# 99 questions/Solutions/22

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< 99 questions | Solutions(Difference between revisions)

(slightly modified the version with guards so that it will make backwards ranges too) |
m (This edit provides another method of computing the range without using reverse) |
||

Line 18: | Line 18: | ||

| start == stop = [stop] | | start == stop = [stop] | ||

| start < stop = start:range (start+1) stop | | start < stop = start:range (start+1) stop | ||

+ | </haskell> | ||

+ | The following does the same but without using a reverse function | ||

+ | <haskell> | ||

+ | range :: Int -> Int -> [Int] | ||

+ | range n m | ||

+ | | n == m = [n] | ||

+ | | n < m = n:(range (n+1) m) | ||

+ | | n > m = n:(range (n-1) m) | ||

</haskell> | </haskell> | ||

Since there's already syntactic sugar for ranges, there's usually no reason to define a function like 'range' in Haskell. In fact, the syntactic sugar is implemented using the enumFromTo function, which is exactly what 'range' should be. | Since there's already syntactic sugar for ranges, there's usually no reason to define a function like 'range' in Haskell. In fact, the syntactic sugar is implemented using the enumFromTo function, which is exactly what 'range' should be. |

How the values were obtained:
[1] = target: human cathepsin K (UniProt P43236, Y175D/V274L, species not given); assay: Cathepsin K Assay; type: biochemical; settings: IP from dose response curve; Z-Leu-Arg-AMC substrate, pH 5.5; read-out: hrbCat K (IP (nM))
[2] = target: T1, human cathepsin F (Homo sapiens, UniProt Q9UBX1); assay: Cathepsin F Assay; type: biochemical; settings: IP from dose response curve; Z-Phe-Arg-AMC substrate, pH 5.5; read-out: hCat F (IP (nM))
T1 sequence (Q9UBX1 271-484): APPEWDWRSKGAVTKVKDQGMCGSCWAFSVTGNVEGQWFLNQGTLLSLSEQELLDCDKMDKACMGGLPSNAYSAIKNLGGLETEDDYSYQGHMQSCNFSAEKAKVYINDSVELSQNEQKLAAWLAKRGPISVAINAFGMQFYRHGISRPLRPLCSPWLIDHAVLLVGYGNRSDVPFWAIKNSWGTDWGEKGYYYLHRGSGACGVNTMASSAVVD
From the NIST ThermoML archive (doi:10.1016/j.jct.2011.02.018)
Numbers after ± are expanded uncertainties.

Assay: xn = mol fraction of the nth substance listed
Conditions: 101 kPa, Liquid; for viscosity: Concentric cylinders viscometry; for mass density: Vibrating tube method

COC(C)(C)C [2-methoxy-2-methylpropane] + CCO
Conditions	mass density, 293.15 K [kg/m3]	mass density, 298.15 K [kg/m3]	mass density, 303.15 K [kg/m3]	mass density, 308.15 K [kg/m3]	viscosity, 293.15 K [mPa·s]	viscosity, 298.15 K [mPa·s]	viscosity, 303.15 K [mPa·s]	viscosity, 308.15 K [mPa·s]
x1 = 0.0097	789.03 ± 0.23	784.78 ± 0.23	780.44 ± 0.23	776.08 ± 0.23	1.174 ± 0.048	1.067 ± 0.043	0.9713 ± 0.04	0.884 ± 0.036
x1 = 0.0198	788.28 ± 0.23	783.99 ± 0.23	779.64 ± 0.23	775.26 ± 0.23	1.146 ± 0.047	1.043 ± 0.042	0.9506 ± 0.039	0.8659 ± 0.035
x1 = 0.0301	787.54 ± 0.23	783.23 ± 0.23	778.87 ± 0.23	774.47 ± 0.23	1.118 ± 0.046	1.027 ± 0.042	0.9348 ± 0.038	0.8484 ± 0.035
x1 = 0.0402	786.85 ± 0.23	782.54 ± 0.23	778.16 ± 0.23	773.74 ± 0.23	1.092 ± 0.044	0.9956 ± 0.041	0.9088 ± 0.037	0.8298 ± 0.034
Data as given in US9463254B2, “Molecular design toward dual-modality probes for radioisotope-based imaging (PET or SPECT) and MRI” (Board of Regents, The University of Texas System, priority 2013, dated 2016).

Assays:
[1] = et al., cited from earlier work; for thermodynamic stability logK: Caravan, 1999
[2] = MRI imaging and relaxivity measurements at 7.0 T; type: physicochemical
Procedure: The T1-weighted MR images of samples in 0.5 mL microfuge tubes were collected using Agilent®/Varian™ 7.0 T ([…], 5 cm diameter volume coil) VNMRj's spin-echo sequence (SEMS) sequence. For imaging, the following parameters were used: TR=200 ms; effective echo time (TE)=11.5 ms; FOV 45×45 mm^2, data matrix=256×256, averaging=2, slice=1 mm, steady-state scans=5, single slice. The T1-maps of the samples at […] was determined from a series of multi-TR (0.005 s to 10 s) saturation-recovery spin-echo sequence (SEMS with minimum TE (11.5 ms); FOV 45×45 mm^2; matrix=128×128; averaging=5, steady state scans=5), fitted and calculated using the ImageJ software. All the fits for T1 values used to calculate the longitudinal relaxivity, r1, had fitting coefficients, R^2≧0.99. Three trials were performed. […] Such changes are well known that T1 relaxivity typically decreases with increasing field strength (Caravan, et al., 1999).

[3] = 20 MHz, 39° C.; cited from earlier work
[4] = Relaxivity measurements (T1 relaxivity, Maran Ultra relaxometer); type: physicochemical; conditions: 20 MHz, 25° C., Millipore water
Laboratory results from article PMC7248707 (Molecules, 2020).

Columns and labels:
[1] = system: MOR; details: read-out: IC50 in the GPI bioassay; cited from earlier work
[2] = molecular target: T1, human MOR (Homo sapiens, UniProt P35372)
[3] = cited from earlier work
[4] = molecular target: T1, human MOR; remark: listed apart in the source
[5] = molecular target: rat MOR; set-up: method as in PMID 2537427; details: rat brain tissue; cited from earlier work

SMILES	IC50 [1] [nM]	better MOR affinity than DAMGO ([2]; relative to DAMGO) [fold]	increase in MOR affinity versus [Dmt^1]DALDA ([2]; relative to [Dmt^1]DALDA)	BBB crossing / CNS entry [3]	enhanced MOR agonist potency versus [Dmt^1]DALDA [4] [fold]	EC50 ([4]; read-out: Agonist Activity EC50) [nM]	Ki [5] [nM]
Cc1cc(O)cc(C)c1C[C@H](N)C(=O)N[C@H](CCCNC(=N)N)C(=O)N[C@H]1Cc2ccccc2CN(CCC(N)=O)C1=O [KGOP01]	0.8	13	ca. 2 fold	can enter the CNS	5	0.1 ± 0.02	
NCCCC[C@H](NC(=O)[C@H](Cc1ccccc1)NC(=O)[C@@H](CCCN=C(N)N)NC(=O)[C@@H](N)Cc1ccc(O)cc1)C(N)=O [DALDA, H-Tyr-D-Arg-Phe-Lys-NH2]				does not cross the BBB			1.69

## Revision as of 01:23, 17 March 2011

Create a list containing all integers within a given range.

range x y = [x..y]

or

range = enumFromTo

or

range x y = take (y-x+1) $ iterate (+1) x

or

range start stop | start > stop = reverse (range stop start) | start == stop = [stop] | start < stop = start:range (start+1) stop

The following does the same but without using a reverse function

range :: Int -> Int -> [Int] range n m | n == m = [n] | n < m = n:(range (n+1) m) | n > m = n:(range (n-1) m)

Since there's already syntactic sugar for ranges, there's usually no reason to define a function like 'range' in Haskell. In fact, the syntactic sugar is implemented using the enumFromTo function, which is exactly what 'range' should be.